The Man With The Swastika Doesn’t Mourn The Children Of The Holocaust
Anne Frank was born on June 12th 1929, just a year before my grandmother was born. My grandmother is now 88-years-old. Anne died aged 15 at the Bergen-Belsen concentration camp in February 1945. While hiding from the Nazis, she wrote her classic book, The Diary of a Young Girl. My grandmother wrote nothing. She can’t even read, but she got married, had kids, became a grandmother, a widow, had lovers, enjoyed life. She likes to watch soap operas and drink coffee. When she was younger she liked to have a few glasses of beer, too. Because of hate and prejudice, little Anne Frank never had a chance to do more with her life.
In June 2015, more than 70 years gone past since Anne Frank died, photographer Jay Trinidad is on his way home when he sees a man with a red swastika armband sitting in the passenger waiting area of the downtown Seattle ferry dock. His eyes can’t believe what they are witnessing. Worst of all is the fact that no one else seems that surprised or bothered by the man with the red swastika armband.
Does the man with the red swastika armband know who Anne Frank was? Does he care?
Margot Frank, Anne’s lesser known sister, was 19-years-old when she died, also at the Bergen-Belsen concentration camp. She never had a chance to be a wife, a mother, truly happy.
She was a good Jewish girl.
She studied Hebrew, went to the synagogue, and, according to Anne, wanted to immigrate to Israel and become a midwife. A small dream, a “simple” dream, but even that was taken from her.
Does the man with the red swastika armband know how many children died during World War 2? Does he care?
At the concentration camp, Anne Frank was forced to strip naked to be disinfected. Imagine her fear, her pain?
Her head was shaved and she was tattooed with an identifying number on her arm. She wasn’t the first. She wasn’t the last. She then joined other women of all ages and they were used as slave labor, forced to haul rocks and dig rolls of sod. At night, she was crammed into overcrowded barracks. Before dying, poor Anne watched other children being led to the gas chambers.
Imagine her fear, her pain?
After a while, she lost her hope.
After a while, she lost everything.
Imagine if it were you in her place?
Does the man with the red swastika armband know about this? Does he care?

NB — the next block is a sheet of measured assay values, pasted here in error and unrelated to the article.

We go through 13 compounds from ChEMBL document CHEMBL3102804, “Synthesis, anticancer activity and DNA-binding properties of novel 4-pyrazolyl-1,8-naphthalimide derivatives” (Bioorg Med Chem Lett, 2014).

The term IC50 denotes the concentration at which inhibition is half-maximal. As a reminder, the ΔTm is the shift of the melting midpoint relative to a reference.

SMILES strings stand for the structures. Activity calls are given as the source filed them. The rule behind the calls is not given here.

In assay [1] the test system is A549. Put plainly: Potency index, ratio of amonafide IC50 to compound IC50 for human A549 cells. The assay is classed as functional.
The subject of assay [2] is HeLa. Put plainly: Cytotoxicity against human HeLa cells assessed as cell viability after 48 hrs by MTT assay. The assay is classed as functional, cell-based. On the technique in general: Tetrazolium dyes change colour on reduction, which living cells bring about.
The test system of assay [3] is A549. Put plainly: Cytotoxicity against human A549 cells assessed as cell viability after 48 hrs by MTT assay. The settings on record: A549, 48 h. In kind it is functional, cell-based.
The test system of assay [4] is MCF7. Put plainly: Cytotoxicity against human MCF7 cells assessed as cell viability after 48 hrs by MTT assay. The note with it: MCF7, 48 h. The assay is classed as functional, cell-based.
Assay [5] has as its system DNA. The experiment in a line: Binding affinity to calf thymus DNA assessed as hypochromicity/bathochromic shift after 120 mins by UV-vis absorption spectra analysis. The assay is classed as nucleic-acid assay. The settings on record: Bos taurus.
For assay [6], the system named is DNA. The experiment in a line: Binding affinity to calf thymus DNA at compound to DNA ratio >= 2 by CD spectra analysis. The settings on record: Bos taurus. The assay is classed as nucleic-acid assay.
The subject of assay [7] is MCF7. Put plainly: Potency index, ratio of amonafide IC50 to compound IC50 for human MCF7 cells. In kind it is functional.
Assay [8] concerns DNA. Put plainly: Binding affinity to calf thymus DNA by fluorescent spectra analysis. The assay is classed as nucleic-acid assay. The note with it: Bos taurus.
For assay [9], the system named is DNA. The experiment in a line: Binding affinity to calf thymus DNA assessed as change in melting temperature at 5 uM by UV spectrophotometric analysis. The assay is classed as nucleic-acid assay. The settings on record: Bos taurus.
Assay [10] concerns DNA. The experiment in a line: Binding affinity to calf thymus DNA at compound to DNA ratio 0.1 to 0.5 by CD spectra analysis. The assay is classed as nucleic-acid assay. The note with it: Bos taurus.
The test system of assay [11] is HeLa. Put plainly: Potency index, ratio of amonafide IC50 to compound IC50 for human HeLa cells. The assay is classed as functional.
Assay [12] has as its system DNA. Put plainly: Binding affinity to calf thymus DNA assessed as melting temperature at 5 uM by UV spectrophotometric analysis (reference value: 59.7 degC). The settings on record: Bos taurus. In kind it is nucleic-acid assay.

Georges André Kohn was among a group of twenty Jewish children who had the misfortune of being chosen to be sent from Auschwitz to the Neuengamme concentration camp for medical experiments. Or, should I say, medical torture (because that’s what it was)?
At Neuengamme, children aged from five to twelve were infected with live tuberculosis bacilli by monstrous Kurt Heissmeyer, a friend of that other monster Josef Mengele. Later on, the children had their axillary lymph nodes surgically removed for study.
Three days before his thirteenth birthday, Georges was brought to the Bullenhuser Damm School in Hamburg along with other children. They were then hanged in the basement. The next day, his body was brought back to Neuengamme where it was cremated.
What kind of human being does that to a child?
Someone like that man with the red swastika armband?
Hana Bradyová, the subject of the non-fiction children’s book Hana’s Suitcase, written by Karen Levine, was deported to the Auschwitz concentration camp in 1944. She was sent to the gas chambers a few hours after her arrival. She was 13-years-old.
Does the man with the red swastika armband know who Hana was? Maybe he does. And if he does, does he care? Maybe he doesn’t.
Petr Ginz was sixteen-years-old when he was transferred to Auschwitz and gassed. Petr dreamt of becoming a novelist. The Nazi nightmare put an end to his dream.
Does the man with the red swastika armband have dreams? I dread to know what he dreams of.
June 2015. A swastika appears on a football field during a match between Croatia and Italy. It looks as if the swastika is making an unwelcome return.
Is the man with the red swastika armband happy? But does he know what true happiness really is?
In an attempt to evade deportation by the Nazis, Eva and Abraham Beem were sent to the town of Ermelo, Holland where they were given new identities. But, in 1944, four Dutch policemen raided the home where the children were being housed. Abraham was forced to undress.
The policemen saw that Abraham was circumcised.
Abraham and Eva were deported to Auschwitz. They were gassed immediately upon arrival.
Abraham was 9-years-old and Eva was 11-years-old.
Czeslawa Kwoka was a Catholic Polish girl and she was one of the thousands of child victims of German World War 2 against Poles. She was 14-years-old when she died.
Anna Maria Steinbach was gassed in Auschwitz-Birkenau extermination camp. She was 9-years-old.
Rutka Laskier was 14-years-old when she died in the gas chambers.
So many children that didn’t have a chance to enjoy the best years of their lives. So many children that didn’t have the chance to be children in a world filled with hate.
The man with the red swastika armband doesn’t care about these children but you should care (and worry) about the man with the red swastika armband.
First they came for the Socialists…
I could go on, but does it matter?
Not to the man with the red swastika armband (because he doesn’t care), but I hope it matters to you.